When it comes to choosing a loan, there are many factors which may influence your decision. One such factor is the interest rate. To help you make this decision easier, the government has legislated that, in addition to displaying the advertised interest rate for a loan product, financial institutions must also display a comparison rate. The formula used to calculate the comparison rate is regulated by the Consumer Credit Code and all financial institutions must use the same method to calculate this rate.
Why is a comparison rate helpful?
The comparison rate is helpful as it gives you a clearer indication of the actual costs of the loan. This helps you to more easily compare loan products from different financial institutions.
What does a comparison rate include?
The comparison rate reflects the actual annual interest rate, together with the loan amount, the term of the loan and the required repayments. It also includes other fees and charges associated with taking out the loan. This may include things such as establishment or set up fees, annual or ongoing fees, valuation and mortgage documentation fees and settlement fees.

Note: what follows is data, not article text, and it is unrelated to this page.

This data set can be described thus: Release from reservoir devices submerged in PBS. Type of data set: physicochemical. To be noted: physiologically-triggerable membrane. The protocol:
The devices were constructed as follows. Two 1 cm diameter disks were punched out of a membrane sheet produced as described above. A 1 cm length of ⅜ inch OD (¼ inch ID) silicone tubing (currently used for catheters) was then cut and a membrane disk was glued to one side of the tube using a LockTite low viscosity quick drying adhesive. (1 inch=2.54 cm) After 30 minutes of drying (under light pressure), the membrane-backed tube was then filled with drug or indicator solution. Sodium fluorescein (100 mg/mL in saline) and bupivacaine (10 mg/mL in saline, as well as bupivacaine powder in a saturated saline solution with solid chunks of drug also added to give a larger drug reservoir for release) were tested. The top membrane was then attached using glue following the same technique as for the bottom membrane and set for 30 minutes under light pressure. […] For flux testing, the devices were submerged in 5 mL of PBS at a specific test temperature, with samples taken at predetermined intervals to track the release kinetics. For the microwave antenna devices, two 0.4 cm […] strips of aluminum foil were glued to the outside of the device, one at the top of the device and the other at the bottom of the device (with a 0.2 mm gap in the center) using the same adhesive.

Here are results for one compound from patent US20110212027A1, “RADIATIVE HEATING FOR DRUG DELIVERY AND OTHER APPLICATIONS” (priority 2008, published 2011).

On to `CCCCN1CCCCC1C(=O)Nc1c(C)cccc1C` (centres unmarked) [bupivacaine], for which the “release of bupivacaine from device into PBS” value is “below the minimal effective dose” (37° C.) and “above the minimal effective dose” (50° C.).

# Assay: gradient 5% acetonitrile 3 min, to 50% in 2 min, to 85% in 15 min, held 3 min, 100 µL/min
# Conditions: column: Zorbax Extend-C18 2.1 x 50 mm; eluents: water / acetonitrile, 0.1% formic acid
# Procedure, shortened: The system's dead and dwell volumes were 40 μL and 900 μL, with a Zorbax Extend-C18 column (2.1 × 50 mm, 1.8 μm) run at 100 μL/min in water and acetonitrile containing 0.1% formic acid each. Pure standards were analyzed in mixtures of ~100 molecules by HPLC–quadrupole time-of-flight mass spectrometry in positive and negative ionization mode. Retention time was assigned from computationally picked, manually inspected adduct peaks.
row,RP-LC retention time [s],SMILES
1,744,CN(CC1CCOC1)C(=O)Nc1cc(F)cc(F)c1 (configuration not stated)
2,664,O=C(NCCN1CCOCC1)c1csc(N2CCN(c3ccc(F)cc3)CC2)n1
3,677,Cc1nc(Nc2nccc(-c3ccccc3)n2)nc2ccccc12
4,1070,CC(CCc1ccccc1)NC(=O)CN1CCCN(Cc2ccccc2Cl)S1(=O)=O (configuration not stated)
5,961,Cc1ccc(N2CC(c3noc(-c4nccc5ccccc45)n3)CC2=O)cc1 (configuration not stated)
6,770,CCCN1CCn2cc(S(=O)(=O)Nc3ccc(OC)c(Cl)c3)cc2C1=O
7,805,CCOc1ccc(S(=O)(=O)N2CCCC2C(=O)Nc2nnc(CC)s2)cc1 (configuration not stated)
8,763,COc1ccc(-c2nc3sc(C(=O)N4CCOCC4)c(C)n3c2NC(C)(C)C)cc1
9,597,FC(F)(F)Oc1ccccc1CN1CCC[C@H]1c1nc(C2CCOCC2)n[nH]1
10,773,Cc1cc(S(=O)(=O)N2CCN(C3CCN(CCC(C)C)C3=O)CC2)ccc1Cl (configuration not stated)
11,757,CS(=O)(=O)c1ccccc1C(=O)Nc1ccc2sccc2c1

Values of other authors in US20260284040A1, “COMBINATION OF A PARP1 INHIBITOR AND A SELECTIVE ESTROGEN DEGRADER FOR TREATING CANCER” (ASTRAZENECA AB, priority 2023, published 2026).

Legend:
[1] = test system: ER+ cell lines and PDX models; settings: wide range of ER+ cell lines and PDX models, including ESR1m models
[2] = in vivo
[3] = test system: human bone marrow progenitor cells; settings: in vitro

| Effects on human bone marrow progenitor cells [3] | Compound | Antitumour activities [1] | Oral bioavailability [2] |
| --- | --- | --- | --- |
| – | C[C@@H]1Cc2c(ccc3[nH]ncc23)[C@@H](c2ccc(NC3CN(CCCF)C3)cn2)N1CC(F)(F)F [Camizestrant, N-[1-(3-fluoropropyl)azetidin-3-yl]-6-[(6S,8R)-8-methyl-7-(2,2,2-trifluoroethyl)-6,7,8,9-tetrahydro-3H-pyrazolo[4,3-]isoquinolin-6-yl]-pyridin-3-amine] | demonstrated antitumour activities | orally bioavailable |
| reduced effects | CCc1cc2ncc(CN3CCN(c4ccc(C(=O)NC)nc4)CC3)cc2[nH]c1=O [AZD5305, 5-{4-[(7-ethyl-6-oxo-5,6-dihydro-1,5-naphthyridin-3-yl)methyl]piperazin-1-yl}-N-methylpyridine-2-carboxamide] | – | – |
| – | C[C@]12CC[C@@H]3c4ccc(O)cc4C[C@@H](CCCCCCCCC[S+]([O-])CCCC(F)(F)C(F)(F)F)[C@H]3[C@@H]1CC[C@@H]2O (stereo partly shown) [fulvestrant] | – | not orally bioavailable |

In the case of a loan with a fixed rate period, it will also include the revert or ‘roll out’ rate of the loan after the fixed period expires.
What is not included?
The comparison rate does not include items such as Government charges i.e. Stamp Duty or fees which may apply for optional events throughout the loan, such as variation fees or late payment fees.
What should I look out for?
Generally, the closer the comparison rate is to the advertised rate, the less fees and charges there are associated with the loan.
We’re here to help
If you are unsure about the costs associated with a loan, always make sure to ask. For more information on our loans or assistance with applying for a loan, please speak to our friendly staff by calling 1300 131 844.